Your average crash-test dummy, it seems, weighs 167 pounds. But a lot of Americans, as you might have noticed, weigh considerably more than that. That disparity raises safety issues rather than health issues, reports UPI, and there's a sobering statistic to back that up, as per CNN: "Obese people are 78% more likely to die in a crash," says Chris O'Connor, CEO of Humanetics, which is planet Earth's No. 1 dummy manufacturer.
"The reason is the way we get fat. We get fat in our middle range. And we get out of position in a typical seat." So to better study the way larger people fare in car accidents, old Vince and Larry are packing on the pounds—one Humanetics prototype clocks in at around 270 pounds with a BMI of 35.
But these dummies are pretty sharp, notes CNN: At up to $500,000 a pop and with some "130 channels of information," O'Connor says the amount of data is four or five times greater than in previous years.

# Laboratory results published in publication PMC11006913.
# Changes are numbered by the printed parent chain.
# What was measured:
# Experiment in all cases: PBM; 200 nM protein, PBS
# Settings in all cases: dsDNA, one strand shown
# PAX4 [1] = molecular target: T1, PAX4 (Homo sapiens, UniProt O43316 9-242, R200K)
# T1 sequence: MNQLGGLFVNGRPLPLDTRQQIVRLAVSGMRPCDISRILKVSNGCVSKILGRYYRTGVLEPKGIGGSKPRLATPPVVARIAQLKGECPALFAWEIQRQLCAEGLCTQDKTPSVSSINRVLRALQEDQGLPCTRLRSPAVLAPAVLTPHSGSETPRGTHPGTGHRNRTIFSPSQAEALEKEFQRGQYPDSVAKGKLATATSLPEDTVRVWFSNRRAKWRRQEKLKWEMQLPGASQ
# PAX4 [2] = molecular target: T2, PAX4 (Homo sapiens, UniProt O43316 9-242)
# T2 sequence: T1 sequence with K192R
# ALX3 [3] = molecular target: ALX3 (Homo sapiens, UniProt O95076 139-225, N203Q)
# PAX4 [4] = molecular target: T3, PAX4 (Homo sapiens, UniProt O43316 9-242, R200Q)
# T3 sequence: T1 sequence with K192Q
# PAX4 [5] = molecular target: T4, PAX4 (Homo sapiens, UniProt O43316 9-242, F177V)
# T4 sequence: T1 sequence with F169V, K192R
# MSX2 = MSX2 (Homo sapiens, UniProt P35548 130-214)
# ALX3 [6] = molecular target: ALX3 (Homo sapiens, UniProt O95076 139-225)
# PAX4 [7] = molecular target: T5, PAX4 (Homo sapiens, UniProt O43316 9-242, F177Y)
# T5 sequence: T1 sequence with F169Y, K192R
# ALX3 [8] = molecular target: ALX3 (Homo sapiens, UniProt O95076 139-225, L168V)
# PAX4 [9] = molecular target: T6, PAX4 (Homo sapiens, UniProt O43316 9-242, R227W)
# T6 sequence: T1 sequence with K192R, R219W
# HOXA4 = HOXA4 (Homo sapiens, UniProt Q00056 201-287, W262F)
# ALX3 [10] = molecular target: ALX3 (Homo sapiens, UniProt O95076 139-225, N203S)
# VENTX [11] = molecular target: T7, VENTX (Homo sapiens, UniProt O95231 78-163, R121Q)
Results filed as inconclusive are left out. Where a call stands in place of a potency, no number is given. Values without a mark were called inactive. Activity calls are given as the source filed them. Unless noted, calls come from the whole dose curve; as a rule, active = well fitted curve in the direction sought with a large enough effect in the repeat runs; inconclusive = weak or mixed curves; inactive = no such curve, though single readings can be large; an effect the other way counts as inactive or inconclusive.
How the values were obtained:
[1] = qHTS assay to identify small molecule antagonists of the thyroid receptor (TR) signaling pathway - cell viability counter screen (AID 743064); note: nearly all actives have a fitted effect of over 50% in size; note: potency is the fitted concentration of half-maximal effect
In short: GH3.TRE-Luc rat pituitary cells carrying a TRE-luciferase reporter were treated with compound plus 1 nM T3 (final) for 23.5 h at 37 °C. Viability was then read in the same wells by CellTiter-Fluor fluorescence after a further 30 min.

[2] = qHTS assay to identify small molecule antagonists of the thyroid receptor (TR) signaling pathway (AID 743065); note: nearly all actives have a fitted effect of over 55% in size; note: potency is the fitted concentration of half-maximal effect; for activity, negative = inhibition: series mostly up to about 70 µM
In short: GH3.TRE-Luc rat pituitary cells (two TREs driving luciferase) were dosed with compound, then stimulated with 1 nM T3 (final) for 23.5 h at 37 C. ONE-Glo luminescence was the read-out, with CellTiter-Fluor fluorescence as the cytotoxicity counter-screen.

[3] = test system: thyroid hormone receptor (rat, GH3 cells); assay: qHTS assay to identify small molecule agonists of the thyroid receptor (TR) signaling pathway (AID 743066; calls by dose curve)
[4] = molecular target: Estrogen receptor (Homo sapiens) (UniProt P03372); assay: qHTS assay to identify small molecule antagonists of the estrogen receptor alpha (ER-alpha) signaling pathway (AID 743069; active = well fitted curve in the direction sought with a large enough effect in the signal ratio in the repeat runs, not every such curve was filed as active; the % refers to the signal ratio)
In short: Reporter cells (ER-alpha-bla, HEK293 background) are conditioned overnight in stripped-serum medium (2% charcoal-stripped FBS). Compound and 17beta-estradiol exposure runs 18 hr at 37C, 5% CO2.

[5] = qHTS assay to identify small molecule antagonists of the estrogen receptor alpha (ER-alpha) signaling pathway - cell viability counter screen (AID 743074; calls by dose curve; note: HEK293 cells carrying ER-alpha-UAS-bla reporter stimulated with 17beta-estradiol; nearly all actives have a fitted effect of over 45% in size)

There's also a new kid on the block, and his name is THOR (Test device for Human Occupant Restraint), which Dr. Joel Stitzel, director of the Center for Injury Biomechanics calls "the future of dummy development" for average-sized occupants.
But the industry's future probably relies more on computer modelling than smashing a Caddy into the wall with a dummy strapped inside. "Auto manufacturers are looking to develop virtual scenarios," says Stitzel.
"It allows manufacturers to see things that dummies can't tell them." (Click to read about how obesity affects women's sex lives.)
This article originally appeared on Newser: Crash-Test Dummies Don't Look the Way They Used To
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